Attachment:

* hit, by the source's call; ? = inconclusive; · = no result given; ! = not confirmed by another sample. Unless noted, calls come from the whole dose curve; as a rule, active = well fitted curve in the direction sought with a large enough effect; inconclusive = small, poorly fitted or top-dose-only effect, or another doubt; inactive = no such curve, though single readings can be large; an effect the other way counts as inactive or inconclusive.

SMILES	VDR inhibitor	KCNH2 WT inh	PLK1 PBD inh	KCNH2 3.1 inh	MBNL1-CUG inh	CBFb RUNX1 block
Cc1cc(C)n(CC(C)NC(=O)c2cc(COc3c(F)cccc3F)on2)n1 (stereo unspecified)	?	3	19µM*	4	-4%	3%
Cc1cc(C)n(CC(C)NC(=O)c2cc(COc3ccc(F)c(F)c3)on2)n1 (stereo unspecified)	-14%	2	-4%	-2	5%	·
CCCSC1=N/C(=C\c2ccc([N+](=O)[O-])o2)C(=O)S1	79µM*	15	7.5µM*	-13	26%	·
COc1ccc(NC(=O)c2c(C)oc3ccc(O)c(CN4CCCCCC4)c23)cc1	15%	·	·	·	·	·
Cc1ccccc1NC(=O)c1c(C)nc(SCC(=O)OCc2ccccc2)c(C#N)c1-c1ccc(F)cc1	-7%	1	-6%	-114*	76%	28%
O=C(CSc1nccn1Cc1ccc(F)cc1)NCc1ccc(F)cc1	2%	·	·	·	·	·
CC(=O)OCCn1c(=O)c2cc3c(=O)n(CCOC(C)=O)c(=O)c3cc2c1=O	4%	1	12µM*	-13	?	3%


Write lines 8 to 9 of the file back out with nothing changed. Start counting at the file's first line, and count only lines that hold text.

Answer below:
O=C(CSc1nccn1Cc1ccc(F)cc1)NCc1ccc(F)cc1	2%	·	·	·	·	·
CC(=O)OCCn1c(=O)c2cc3c(=O)n(CCOC(C)=O)c(=O)c3cc2c1=O	4%	1	12µM*	-13	?	3%